Blood stem cell donations from the marrow are usually extrapolated from the hips in a place called the dimple. The donor is taken into outpatient surgery because they are put under anesthesia so that they cannot feel the aspiration of bone marrow. The process takes about 2-3 hours.
aplastic anemia Information:
For more information about Aplastic Anemia, please consider these sites:
Aplastic Anemia Association
One Life Matters BLOG
Bone Marrow Donation
Bone Marrow Testing
Here is an excellent white paper from NIH on the subject of HLA matching: https://www.ncbi.nlm.nih.gov/pubmed/16790851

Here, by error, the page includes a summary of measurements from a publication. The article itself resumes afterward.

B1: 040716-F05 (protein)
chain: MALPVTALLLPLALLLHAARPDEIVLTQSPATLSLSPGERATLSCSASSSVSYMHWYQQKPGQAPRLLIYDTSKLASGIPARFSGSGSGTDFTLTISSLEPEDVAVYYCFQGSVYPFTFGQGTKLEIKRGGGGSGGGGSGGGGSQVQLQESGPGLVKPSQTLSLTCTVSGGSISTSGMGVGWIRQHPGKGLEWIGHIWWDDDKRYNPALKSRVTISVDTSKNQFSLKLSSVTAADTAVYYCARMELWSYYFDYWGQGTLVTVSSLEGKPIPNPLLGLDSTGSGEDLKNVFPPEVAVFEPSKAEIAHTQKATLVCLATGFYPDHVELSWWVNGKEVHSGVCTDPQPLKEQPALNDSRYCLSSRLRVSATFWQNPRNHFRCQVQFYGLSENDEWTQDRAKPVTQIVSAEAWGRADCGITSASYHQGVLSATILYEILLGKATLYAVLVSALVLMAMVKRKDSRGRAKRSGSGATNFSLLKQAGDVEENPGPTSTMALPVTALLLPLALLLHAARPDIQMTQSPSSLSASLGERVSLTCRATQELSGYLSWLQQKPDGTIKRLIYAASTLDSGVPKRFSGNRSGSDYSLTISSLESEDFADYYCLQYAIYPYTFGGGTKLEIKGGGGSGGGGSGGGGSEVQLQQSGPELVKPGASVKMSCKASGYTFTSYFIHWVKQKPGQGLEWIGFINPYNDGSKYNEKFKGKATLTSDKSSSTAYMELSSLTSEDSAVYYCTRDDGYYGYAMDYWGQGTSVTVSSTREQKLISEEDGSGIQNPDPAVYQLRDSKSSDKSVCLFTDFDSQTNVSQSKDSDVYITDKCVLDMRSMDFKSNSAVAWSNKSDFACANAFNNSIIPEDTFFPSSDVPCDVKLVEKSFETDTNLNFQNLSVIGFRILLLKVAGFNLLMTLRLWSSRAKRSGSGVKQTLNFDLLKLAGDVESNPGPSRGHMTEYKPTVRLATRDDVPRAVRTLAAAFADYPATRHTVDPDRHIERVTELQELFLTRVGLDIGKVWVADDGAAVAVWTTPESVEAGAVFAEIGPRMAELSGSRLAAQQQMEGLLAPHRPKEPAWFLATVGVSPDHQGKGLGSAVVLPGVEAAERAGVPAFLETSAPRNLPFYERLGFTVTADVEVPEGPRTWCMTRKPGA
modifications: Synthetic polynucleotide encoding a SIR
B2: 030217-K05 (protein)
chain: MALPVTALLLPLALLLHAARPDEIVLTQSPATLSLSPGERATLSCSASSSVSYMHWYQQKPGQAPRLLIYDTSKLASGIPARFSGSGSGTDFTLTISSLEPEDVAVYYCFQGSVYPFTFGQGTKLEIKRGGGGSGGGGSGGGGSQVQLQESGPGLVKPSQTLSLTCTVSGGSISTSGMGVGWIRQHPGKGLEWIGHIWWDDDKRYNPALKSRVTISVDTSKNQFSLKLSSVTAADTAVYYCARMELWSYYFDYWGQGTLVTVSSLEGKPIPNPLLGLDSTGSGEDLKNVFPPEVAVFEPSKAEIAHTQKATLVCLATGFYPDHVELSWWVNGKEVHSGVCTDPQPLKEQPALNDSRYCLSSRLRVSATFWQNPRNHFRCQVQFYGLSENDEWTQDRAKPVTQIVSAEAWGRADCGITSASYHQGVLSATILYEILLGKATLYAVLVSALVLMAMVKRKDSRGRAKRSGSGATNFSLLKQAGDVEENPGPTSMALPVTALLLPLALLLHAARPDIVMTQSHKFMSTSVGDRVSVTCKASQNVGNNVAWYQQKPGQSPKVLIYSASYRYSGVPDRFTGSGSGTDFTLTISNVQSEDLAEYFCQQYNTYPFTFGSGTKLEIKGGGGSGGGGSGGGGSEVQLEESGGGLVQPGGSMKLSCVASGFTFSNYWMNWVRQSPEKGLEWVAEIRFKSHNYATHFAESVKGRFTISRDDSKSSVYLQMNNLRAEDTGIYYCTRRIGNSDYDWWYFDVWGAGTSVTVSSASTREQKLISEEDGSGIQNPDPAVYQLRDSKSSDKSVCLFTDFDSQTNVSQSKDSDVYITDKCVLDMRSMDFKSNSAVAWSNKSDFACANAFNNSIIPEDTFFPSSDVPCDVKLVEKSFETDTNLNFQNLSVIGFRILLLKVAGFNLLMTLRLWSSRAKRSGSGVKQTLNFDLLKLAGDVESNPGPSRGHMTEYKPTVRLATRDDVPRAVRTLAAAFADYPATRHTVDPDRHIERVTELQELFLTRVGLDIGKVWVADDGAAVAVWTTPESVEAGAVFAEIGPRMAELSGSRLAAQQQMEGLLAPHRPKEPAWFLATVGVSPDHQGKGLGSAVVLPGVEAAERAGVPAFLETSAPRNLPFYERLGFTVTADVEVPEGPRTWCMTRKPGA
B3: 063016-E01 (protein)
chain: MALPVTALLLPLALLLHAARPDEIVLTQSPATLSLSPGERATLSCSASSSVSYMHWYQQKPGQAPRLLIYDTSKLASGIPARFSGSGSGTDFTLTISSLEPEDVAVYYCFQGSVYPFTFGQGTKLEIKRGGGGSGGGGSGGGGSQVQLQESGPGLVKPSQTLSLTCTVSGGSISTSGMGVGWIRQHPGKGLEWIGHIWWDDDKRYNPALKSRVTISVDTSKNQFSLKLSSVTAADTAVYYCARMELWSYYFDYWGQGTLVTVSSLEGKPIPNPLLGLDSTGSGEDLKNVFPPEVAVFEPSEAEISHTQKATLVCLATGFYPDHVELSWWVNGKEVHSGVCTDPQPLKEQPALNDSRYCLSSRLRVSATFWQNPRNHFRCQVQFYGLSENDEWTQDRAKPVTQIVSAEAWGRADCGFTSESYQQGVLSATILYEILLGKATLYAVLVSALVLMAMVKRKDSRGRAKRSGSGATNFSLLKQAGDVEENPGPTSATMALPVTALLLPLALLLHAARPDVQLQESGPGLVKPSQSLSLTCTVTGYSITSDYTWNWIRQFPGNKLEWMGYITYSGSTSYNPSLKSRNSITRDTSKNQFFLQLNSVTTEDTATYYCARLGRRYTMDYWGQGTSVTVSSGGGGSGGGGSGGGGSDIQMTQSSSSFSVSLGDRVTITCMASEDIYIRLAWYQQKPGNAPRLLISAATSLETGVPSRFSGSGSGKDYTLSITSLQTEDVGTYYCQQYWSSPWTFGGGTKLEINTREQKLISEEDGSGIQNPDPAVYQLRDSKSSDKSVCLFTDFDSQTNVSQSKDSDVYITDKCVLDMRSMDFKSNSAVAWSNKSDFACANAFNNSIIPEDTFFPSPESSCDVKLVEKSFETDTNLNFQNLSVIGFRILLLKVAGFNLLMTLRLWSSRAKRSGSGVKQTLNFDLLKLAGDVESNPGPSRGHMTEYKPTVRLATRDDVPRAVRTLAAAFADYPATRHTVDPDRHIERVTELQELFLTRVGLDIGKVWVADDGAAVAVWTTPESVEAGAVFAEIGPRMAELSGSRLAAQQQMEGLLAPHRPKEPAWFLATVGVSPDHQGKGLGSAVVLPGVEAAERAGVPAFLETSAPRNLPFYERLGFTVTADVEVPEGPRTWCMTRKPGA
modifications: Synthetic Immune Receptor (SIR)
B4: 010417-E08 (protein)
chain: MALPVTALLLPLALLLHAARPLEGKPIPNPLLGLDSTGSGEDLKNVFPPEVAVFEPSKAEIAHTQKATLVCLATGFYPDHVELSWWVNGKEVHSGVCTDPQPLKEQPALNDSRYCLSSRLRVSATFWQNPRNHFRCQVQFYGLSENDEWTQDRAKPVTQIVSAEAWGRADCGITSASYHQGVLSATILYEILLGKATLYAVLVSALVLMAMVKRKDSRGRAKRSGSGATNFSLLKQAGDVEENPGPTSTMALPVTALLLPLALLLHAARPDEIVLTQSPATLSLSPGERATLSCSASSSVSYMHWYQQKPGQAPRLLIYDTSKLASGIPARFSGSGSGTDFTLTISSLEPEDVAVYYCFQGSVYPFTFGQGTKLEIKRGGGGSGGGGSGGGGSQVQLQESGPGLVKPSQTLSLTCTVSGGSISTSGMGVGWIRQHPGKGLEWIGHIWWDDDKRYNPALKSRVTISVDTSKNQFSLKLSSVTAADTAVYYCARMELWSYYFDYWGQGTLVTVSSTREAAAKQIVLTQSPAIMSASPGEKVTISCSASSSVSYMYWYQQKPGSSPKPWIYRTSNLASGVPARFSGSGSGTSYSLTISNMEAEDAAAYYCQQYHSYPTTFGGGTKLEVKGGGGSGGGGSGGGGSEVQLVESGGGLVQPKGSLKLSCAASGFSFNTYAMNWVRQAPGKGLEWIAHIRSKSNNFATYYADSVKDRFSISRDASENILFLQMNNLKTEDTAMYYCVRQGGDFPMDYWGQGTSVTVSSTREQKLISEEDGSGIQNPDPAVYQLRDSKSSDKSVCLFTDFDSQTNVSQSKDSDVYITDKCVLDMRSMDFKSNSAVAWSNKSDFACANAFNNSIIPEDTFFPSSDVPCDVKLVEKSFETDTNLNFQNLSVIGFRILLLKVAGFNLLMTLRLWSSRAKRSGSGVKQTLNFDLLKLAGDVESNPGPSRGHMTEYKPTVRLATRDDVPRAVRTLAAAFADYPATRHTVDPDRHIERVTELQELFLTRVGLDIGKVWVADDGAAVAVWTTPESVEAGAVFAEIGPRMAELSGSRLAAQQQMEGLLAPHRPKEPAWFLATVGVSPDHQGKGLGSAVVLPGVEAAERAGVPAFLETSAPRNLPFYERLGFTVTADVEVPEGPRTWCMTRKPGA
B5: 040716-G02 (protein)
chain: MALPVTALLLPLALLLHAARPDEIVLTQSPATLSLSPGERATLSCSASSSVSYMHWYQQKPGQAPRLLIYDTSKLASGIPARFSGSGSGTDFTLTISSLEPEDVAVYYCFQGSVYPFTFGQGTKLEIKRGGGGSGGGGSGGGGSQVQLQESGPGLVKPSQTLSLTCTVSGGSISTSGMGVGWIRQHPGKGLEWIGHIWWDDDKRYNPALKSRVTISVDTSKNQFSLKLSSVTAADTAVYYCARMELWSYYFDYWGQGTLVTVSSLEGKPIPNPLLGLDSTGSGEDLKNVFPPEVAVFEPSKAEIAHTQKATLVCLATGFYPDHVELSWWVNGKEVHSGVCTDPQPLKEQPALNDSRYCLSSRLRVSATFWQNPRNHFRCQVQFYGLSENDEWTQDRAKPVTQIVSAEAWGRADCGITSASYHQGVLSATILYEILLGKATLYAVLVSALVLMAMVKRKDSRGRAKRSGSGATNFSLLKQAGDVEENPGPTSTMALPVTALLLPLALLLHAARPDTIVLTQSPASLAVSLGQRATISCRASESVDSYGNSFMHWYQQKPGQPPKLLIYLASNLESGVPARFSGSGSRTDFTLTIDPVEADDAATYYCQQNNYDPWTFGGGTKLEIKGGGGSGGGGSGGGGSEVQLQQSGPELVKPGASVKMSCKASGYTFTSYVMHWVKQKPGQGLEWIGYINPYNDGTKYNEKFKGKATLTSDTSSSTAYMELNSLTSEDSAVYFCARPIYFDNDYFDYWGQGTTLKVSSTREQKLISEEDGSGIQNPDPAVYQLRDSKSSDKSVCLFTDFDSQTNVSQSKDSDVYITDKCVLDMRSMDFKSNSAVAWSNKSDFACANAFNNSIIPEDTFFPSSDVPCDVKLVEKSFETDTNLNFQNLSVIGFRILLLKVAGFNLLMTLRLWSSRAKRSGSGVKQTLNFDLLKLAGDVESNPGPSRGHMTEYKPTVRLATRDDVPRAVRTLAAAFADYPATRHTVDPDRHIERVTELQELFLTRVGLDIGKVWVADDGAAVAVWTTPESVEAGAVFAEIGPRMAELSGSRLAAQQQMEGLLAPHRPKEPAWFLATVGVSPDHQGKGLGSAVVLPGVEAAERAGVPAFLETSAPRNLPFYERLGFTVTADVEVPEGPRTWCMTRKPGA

The abstract: Human leukocyte antigen (HLA) molecules are expressed on almost all nucleated cells, and they are the major molecules that initiate graft rejection. There are three classical loci at HLA class I: HLA-A, -B, and -Cw, and five loci at class II: HLA-DR, -DQ, -DP, -DM, and -DO. The system is highly polymorphic, there being many alleles at each individual locus. Three methods for HLA typing are described in this chapter, including serological methods and the molecular techniques of sequence-specific priming (SSP) and sequence-specific oligonucleotide probing (SSOP). The influence of HLA matching on solid organ and bone marrow transplantation is also described. HLA matching has had the greatest clinical impact in kidney and bone marrow transplantation, where efforts are made to match at the HLA-A, -B, and -DR loci. In heart and lung transplantation, although studies have shown it would be an advantage to match especially at the DR locus, practical considerations (ischemic times, availability of donors, clinical need of recipients) make this less of a consideration. Corneal grafts are not usually influenced by HLA matching, unless being transplanted into a vascularized (or inflamed) bed.